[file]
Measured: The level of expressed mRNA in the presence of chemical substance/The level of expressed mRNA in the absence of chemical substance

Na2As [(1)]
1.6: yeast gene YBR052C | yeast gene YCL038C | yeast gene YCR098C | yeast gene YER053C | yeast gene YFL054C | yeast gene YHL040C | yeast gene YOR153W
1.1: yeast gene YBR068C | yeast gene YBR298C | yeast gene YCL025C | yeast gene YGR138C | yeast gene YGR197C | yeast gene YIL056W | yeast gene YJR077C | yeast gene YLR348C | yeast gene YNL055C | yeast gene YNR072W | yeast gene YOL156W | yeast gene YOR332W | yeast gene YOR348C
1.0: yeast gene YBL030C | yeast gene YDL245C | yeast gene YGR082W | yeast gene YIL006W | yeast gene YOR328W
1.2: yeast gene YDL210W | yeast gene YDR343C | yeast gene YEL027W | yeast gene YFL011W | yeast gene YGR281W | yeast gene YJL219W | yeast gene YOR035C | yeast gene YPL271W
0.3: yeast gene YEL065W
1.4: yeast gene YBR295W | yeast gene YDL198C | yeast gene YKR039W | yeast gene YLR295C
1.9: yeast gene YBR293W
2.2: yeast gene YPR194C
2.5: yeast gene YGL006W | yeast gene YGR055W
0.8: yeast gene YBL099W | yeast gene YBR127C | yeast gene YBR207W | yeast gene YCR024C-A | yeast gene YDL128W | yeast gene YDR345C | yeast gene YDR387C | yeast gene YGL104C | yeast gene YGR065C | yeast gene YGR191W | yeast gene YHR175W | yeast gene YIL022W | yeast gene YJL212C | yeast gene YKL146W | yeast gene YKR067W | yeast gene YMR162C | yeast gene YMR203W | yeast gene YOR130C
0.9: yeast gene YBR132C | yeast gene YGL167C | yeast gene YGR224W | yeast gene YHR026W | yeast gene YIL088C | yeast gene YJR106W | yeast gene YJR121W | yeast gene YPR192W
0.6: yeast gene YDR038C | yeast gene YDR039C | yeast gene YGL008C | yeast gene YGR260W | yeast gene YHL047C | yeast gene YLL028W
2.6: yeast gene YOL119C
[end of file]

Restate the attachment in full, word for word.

Measured: The level of expressed mRNA in the presence of chemical substance/The level of expressed mRNA in the absence of chemical substance

Na2As [(1)]
1.6: yeast gene YBR052C | yeast gene YCL038C | yeast gene YCR098C | yeast gene YER053C | yeast gene YFL054C | yeast gene YHL040C | yeast gene YOR153W
1.1: yeast gene YBR068C | yeast gene YBR298C | yeast gene YCL025C | yeast gene YGR138C | yeast gene YGR197C | yeast gene YIL056W | yeast gene YJR077C | yeast gene YLR348C | yeast gene YNL055C | yeast gene YNR072W | yeast gene YOL156W | yeast gene YOR332W | yeast gene YOR348C
1.0: yeast gene YBL030C | yeast gene YDL245C | yeast gene YGR082W | yeast gene YIL006W | yeast gene YOR328W
1.2: yeast gene YDL210W | yeast gene YDR343C | yeast gene YEL027W | yeast gene YFL011W | yeast gene YGR281W | yeast gene YJL219W | yeast gene YOR035C | yeast gene YPL271W
0.3: yeast gene YEL065W
1.4: yeast gene YBR295W | yeast gene YDL198C | yeast gene YKR039W | yeast gene YLR295C
1.9: yeast gene YBR293W
2.2: yeast gene YPR194C
2.5: yeast gene YGL006W | yeast gene YGR055W
0.8: yeast gene YBL099W | yeast gene YBR127C | yeast gene YBR207W | yeast gene YCR024C-A | yeast gene YDL128W | yeast gene YDR345C | yeast gene YDR387C | yeast gene YGL104C | yeast gene YGR065C | yeast gene YGR191W | yeast gene YHR175W | yeast gene YIL022W | yeast gene YJL212C | yeast gene YKL146W | yeast gene YKR067W | yeast gene YMR162C | yeast gene YMR203W | yeast gene YOR130C
0.9: yeast gene YBR132C | yeast gene YGL167C | yeast gene YGR224W | yeast gene YHR026W | yeast gene YIL088C | yeast gene YJR106W | yeast gene YJR121W | yeast gene YPR192W
0.6: yeast gene YDR038C | yeast gene YDR039C | yeast gene YGL008C | yeast gene YGR260W | yeast gene YHL047C | yeast gene YLL028W
2.6: yeast gene YOL119C